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Wearever

Wearever might be thought of as a poster-child for cheap pen making.  The company was started in Camden, New Jersey, by David Kahn, an emigre Russian Jew,  about the same time as the First World War was getting underway although the name was not applied until 1918 (it previously went along under “David Kahn, Inc.”).  The pattern of the company was set very early, in that they produced close copies of big-name pens, clearly marked as Wearever, with as little craftsmanship as could be gotten away with.

What this effort produced was a company that was in many ways surprisingly modern.  The urge to avoid expensive craftsmen led to early adoption of mechanization; some components were made of injection-molded plastics in the 1920s.  Kahn apparently saw the path to riches as being paved with vast volume sales rather than a regular modest turn-over of high-end merchandise, the paradigm embraced by most big-box stores today.

Wearever reached its high point during the time I refer to as the Golden Age of Pens, with pens that not only looked as good as the big names they were imitating, but which started to have a higher level of function, with gold rather than steel points; some Wearevers of earlier make had gold points, but so small and thin that they needed a supporting steel framework.  There were still strange side roads into cheapness, like blind caps which were reputedly also covers for tire valves, but for all that it was possible to say, “That’s a nice Wearever” in the 1940s with a straight face.  Despite this slight stepping away from the core principle of quantity over quality, Wearever continued to sell in vast heaps, frequently outdoing their more respectable competitors in terms of units sold, if not total value of sales.  They also chose to handicap the pens they made in this period, and beyond it, with a terrible clear injection-molded plastic feed revelling in the name “C-Flow”, the point of which was to let people know that the pen was out of ink visually without the costs associated with a window in the section as was by then common.  The fact that this let people know the pen was out of ink the very moment it stopped writing was apparently not a concern, nor was the fact that they offered extremely poor ink flow in general.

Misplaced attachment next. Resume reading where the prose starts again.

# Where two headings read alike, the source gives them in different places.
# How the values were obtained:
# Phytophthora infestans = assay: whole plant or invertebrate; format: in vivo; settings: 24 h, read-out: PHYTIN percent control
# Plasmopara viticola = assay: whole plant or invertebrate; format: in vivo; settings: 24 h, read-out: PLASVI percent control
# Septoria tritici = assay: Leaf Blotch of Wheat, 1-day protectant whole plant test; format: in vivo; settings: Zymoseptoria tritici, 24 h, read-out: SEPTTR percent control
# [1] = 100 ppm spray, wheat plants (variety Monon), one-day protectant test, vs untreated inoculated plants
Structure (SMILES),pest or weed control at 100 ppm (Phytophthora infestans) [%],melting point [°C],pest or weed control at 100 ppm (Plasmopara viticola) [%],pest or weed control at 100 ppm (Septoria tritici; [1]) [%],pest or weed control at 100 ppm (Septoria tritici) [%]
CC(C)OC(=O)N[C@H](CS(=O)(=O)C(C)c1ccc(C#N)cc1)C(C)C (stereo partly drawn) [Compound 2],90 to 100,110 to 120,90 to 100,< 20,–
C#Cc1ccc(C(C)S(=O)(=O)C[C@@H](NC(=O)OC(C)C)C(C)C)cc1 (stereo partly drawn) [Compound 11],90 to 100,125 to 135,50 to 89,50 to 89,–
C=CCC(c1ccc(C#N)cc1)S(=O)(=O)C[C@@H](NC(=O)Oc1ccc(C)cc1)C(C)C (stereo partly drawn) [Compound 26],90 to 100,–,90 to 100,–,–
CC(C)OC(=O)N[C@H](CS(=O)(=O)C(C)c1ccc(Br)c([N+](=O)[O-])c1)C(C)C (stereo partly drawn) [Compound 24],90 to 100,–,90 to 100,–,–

With the coming of the ball-point, Wearever called a halt to its excursion into making moderately good pens.  My first experience with Wearevers was with their production of 1950 and beyond, and I have to struggle mightily to overcome the dreadful first impression those pens make.  I cannot say that they are of substandard construction, but there is the least possible attention given to fit and finish, and the best that can generally be said of their writing qualities is “functional.”  Fountain pens were dropped entirely at some point in the 1970s, and the company itself was bought up by Dixon, the pencil makers, in 1987.  The label was apparently kept for a while, but a look at Dixon’s website shows no residue of them remaining.

Models I’ve examined:

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